We’ve got family visiting today but hopefully get out later to look for signs of beasts. Equipped with knowledge of what to look for and kitted up who knows what we’ll find. Hope you all enjoy the last few days of 2018.

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beast kit

Christmas Day and Boxing Day

In between writing all my seven days of wild Christmas and six on Saturday blog posts I haven’t got round to posting about Christmas Day yet. So here it is the Christmas summary post.

We had a slow morning at our house waking up to open presents. This is the first year with Alice having some understanding of what is going on which is magical in itself. Her first present of a crane for her train set probably would have kept her entertained for most of the day. As has already been commented on much of what we bought was second hand but I feel this has taken away the feeling of adding to the ridiculous commercial aspects of Christmas with thousands of pounds being spent on golden children. As for me and Amy, we mainly gave each other utilitarian gifts like steak knives and kitchen bowls. Though my secateurs are worth another mention. I couldn’t be happier with them. But I think we’re at an age where good quality useful presents bring us joy.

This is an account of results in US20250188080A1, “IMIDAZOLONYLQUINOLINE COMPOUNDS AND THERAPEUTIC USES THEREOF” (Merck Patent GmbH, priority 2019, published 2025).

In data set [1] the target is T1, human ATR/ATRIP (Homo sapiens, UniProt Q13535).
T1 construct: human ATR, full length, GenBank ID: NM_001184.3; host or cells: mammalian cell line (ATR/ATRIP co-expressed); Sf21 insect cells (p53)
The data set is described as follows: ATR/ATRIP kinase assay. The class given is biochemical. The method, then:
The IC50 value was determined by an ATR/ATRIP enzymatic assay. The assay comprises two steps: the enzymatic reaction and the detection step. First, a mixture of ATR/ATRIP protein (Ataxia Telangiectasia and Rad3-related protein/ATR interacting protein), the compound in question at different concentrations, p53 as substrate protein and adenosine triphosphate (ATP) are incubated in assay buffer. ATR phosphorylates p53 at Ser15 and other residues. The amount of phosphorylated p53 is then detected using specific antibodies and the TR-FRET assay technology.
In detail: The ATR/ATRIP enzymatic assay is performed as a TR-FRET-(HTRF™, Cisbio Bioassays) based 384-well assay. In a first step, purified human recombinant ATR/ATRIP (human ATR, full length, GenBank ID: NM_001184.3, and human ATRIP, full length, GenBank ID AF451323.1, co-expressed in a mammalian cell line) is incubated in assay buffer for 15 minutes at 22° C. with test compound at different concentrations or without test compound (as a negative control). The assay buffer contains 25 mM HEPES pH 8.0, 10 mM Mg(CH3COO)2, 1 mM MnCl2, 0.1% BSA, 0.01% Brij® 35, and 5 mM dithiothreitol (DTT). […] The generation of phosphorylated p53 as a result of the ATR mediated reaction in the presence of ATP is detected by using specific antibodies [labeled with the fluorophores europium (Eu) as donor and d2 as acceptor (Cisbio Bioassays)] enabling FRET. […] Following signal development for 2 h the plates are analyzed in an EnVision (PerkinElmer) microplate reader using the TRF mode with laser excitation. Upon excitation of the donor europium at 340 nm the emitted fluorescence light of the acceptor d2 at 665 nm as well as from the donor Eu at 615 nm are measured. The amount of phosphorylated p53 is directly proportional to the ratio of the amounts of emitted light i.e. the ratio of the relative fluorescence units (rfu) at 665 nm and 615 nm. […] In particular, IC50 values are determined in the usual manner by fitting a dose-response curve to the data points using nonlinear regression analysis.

She was very determined to collect her own presents even when too big to handle.

Alice and her Minnie Mouse potato head.

She already has a pop-up version of Peter Pan that she loves. We found there was also a pop-up version of Alice in Wonderland. We couldn’t resist buying the book of her namesake.